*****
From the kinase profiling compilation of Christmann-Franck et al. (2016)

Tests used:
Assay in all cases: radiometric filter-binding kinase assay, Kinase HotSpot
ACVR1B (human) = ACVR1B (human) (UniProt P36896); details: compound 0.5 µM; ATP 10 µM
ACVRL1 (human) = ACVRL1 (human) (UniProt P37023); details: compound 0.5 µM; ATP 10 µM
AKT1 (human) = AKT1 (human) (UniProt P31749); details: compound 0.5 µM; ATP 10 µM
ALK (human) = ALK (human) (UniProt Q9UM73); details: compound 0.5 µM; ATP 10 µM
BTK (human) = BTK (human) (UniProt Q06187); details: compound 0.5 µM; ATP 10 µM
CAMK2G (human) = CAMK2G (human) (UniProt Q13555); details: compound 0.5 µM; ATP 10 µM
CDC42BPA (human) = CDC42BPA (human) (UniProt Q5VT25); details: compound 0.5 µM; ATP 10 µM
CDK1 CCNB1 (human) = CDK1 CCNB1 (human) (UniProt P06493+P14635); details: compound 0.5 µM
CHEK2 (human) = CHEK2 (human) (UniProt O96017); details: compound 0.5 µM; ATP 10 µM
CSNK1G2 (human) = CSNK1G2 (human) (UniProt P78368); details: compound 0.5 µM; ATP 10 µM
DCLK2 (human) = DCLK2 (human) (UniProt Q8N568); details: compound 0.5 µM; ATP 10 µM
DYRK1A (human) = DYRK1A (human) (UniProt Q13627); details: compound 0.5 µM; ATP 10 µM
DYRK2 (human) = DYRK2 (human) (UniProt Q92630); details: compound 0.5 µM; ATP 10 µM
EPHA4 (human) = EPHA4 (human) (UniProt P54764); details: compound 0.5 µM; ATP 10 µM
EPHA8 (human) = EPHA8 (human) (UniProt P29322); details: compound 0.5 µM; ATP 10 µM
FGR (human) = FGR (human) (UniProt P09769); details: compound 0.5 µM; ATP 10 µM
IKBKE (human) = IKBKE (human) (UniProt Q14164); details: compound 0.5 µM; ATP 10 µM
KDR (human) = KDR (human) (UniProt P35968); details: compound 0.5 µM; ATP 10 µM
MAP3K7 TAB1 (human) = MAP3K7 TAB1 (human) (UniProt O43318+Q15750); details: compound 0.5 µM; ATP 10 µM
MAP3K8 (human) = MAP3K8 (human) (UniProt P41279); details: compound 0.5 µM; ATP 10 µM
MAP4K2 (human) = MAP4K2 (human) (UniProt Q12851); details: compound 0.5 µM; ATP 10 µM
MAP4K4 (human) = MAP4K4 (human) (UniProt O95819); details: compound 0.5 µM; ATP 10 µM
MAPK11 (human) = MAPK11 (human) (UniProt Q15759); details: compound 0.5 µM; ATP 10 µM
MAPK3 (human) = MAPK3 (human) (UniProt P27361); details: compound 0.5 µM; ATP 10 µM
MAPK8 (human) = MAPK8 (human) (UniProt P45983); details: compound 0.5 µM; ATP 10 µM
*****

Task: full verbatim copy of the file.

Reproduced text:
From the kinase profiling compilation of Christmann-Franck et al. (2016)

Tests used:
Assay in all cases: radiometric filter-binding kinase assay, Kinase HotSpot
ACVR1B (human) = ACVR1B (human) (UniProt P36896); details: compound 0.5 µM; ATP 10 µM
ACVRL1 (human) = ACVRL1 (human) (UniProt P37023); details: compound 0.5 µM; ATP 10 µM
AKT1 (human) = AKT1 (human) (UniProt P31749); details: compound 0.5 µM; ATP 10 µM
ALK (human) = ALK (human) (UniProt Q9UM73); details: compound 0.5 µM; ATP 10 µM
BTK (human) = BTK (human) (UniProt Q06187); details: compound 0.5 µM; ATP 10 µM
CAMK2G (human) = CAMK2G (human) (UniProt Q13555); details: compound 0.5 µM; ATP 10 µM
CDC42BPA (human) = CDC42BPA (human) (UniProt Q5VT25); details: compound 0.5 µM; ATP 10 µM
CDK1 CCNB1 (human) = CDK1 CCNB1 (human) (UniProt P06493+P14635); details: compound 0.5 µM
CHEK2 (human) = CHEK2 (human) (UniProt O96017); details: compound 0.5 µM; ATP 10 µM
CSNK1G2 (human) = CSNK1G2 (human) (UniProt P78368); details: compound 0.5 µM; ATP 10 µM
DCLK2 (human) = DCLK2 (human) (UniProt Q8N568); details: compound 0.5 µM; ATP 10 µM
DYRK1A (human) = DYRK1A (human) (UniProt Q13627); details: compound 0.5 µM; ATP 10 µM
DYRK2 (human) = DYRK2 (human) (UniProt Q92630); details: compound 0.5 µM; ATP 10 µM
EPHA4 (human) = EPHA4 (human) (UniProt P54764); details: compound 0.5 µM; ATP 10 µM
EPHA8 (human) = EPHA8 (human) (UniProt P29322); details: compound 0.5 µM; ATP 10 µM
FGR (human) = FGR (human) (UniProt P09769); details: compound 0.5 µM; ATP 10 µM
IKBKE (human) = IKBKE (human) (UniProt Q14164); details: compound 0.5 µM; ATP 10 µM
KDR (human) = KDR (human) (UniProt P35968); details: compound 0.5 µM; ATP 10 µM
MAP3K7 TAB1 (human) = MAP3K7 TAB1 (human) (UniProt O43318+Q15750); details: compound 0.5 µM; ATP 10 µM
MAP3K8 (human) = MAP3K8 (human) (UniProt P41279); details: compound 0.5 µM; ATP 10 µM
MAP4K2 (human) = MAP4K2 (human) (UniProt Q12851); details: compound 0.5 µM; ATP 10 µM
MAP4K4 (human) = MAP4K4 (human) (UniProt O95819); details: compound 0.5 µM; ATP 10 µM
MAPK11 (human) = MAPK11 (human) (UniProt Q15759); details: compound 0.5 µM; ATP 10 µM
MAPK3 (human) = MAPK3 (human) (UniProt P27361); details: compound 0.5 µM; ATP 10 µM
MAPK8 (human) = MAPK8 (human) (UniProt P45983); details: compound 0.5 µM; ATP 10 µM